And boy, does that city like to show off. Despite using the same art style and, in some cases such as Batman's model itself, the same or very similar assets as the first game, Arkham City is a noticeable step up in graphical quality. The lights are brighter, the smoke and shadows are more comic book noir than ever, and a few updates to the overall look of Unreal Engine 3 make City a game that is still, almost a decade later, a sight to behold. The character models still have that kind of chunky look they had in Asylum, and Batman still looks awkwardly top heavy, but no longer does everyone's skin seem to have a sweaty sheen to them anytime they're lit. When you glide over the rooftops of the city, which you will do a lot, it's easy to get sucked in to all the neon signs, steamy pipes and vents, and hanging gargoyles that line the streets. If the game has any one thing in spades, it's atmosphere, and it's unlikely that you'll get bored of what you're looking at as you spend several hours trekking back and forth around the environment. With this praise, I have to offer one caveat; the PC port of Arkham City is very poorly optimized for Direct X 11. You're offered some DX11 effects in the game settings, but turning them on seems to cause a noticeable hitch in frame rate, even on relatively newer machines. For this reason, I recommend turning all DX11 options off in the settings. For what it's worth, I played with them both on and off, and I really didn't notice a huge difference in graphical fidelity.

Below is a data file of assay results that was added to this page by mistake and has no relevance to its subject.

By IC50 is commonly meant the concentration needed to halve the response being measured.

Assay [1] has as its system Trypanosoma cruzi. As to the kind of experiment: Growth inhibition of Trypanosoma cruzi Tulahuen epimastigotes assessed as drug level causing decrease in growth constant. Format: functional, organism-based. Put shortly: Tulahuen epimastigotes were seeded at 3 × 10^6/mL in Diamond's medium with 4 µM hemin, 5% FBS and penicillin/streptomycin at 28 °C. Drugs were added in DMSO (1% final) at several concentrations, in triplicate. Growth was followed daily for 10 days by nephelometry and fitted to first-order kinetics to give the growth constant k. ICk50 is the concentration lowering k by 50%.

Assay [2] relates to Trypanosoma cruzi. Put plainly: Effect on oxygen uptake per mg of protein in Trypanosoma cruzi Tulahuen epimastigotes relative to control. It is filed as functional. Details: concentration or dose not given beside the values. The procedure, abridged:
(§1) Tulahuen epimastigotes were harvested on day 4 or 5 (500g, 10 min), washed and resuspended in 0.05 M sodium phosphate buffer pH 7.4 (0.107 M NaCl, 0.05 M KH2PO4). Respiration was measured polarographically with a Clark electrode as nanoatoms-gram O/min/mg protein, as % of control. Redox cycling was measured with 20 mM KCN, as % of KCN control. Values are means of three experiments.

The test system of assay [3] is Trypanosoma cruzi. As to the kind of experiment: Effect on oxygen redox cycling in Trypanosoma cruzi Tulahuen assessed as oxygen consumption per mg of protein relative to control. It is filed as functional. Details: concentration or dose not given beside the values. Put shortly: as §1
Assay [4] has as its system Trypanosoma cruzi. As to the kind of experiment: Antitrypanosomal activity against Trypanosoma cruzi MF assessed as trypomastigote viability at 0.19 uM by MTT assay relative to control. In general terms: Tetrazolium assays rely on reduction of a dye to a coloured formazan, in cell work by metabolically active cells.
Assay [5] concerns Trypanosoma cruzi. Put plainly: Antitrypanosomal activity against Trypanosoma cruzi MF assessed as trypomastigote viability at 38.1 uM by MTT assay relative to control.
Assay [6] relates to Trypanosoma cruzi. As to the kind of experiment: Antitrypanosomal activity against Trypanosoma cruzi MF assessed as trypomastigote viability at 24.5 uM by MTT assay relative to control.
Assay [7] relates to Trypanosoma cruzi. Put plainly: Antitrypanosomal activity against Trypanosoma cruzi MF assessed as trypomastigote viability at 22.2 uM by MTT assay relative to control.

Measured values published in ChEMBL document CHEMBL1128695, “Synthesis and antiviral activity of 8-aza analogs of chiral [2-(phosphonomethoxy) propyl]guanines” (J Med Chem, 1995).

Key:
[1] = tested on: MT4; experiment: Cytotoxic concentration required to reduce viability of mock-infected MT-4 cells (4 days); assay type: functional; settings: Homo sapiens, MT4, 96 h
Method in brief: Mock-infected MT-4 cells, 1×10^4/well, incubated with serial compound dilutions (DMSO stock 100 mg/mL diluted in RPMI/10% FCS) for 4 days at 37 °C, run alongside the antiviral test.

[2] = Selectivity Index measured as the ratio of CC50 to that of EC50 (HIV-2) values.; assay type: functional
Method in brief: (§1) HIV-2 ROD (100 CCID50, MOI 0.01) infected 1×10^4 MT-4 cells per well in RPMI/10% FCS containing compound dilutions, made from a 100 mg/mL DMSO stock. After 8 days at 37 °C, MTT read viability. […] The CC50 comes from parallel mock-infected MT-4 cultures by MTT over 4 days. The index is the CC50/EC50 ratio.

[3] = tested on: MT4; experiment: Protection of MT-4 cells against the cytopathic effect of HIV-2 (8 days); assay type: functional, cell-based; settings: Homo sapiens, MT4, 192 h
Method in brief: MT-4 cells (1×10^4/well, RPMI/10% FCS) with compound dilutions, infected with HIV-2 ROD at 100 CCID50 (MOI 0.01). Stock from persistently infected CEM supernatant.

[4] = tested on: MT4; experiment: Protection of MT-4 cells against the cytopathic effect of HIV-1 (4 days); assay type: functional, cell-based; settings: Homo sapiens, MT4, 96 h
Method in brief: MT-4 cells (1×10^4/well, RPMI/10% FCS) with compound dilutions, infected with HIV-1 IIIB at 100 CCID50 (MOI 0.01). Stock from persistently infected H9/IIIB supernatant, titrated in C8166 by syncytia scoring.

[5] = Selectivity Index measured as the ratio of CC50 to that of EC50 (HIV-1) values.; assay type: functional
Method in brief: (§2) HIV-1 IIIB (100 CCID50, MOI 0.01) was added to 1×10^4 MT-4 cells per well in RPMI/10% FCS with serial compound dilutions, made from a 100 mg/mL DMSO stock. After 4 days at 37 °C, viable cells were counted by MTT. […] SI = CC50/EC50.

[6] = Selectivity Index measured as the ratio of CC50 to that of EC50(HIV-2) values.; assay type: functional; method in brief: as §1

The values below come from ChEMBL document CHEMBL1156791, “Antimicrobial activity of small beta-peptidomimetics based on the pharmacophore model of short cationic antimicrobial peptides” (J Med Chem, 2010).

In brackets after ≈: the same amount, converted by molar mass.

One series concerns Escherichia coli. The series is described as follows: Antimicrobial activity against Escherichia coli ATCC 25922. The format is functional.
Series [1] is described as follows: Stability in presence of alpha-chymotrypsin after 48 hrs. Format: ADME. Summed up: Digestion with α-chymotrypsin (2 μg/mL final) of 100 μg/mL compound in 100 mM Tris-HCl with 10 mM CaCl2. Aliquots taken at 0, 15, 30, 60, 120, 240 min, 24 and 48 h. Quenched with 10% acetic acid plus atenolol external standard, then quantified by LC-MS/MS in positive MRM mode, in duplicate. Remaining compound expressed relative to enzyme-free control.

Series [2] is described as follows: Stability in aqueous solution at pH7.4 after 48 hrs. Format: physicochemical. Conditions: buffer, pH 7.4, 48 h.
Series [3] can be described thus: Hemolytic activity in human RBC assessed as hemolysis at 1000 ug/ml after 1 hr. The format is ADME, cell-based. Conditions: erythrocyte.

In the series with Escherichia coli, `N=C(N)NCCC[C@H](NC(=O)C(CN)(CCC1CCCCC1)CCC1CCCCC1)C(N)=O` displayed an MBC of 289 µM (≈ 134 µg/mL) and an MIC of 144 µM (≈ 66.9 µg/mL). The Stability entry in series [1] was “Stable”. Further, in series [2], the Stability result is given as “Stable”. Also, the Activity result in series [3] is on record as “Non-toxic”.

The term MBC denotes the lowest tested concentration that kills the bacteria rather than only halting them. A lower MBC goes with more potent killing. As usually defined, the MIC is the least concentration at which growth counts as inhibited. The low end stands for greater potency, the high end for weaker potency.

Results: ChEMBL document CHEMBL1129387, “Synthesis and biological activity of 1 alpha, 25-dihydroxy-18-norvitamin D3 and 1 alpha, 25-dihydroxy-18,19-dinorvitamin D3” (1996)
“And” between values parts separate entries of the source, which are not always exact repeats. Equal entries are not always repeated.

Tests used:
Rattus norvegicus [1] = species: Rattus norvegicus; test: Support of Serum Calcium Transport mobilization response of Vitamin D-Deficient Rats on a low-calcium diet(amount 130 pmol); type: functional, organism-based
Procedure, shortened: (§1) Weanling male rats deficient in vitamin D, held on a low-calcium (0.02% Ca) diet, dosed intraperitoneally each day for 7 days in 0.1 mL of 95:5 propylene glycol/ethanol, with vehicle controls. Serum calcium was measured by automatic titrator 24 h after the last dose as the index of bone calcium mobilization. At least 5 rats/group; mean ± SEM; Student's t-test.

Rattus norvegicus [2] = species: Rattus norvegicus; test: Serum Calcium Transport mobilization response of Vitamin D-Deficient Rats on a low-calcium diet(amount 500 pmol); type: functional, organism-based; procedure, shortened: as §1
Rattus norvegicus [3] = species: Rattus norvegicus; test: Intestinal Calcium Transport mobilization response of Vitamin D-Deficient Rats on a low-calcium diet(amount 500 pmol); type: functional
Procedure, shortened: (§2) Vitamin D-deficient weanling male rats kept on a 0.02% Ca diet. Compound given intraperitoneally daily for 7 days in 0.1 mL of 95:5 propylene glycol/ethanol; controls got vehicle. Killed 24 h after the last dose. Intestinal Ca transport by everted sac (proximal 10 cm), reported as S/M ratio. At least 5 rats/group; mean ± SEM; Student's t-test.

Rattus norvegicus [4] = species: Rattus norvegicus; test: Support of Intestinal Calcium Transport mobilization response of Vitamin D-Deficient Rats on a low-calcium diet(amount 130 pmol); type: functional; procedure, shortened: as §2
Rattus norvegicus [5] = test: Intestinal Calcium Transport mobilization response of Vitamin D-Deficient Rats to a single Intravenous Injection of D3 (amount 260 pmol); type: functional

Functionally, City takes what you already know from Asylum and builds on that very solid structure. If you have recently finished the first game in the series, you'll feel snuggly and at home immediately in the scowling mask of Batman. Many of the gadgets you picked up throughout Asylum are available to you from the start of the game, eschewing the typical Metroidvania fashion of stripping you of all the goodies you got from previous games and forcing you to collect them all over again. In lieu of that, you'll be picking up a whole set of new tools in this game, and the game finds creative ways to still build on your old arsenal (such as starting with the decryption tool from the last game, but having to collect access codebanks for different types of keys before you can use the tool to open them), and you'll still use these tools not only to progress the story, but to hunt around an entire city for those oft sought after Riddler trophies if you're in to that sort of thing. The combat is as fluid and rewarding as ever, but somehow feels even faster and harder hitting now. Batman seems to fly across the room between his foes with bone crushing sounds of impact any time you land a hit. It feels visceral, and it becomes an extra challenge if and when you choose to tackle the New Game Plus mode after beating the game once, which removes all of the parry prompts from above your enemies' heads, leaving it entirely up to your ability to read attack telegraphs to know when to dodge. One, two, or even three on one, it's not that much harder, but in some of the larger encounters, it can become overwhelming trying to fend off all attackers at once without those blue spidey sense flashes to warn you.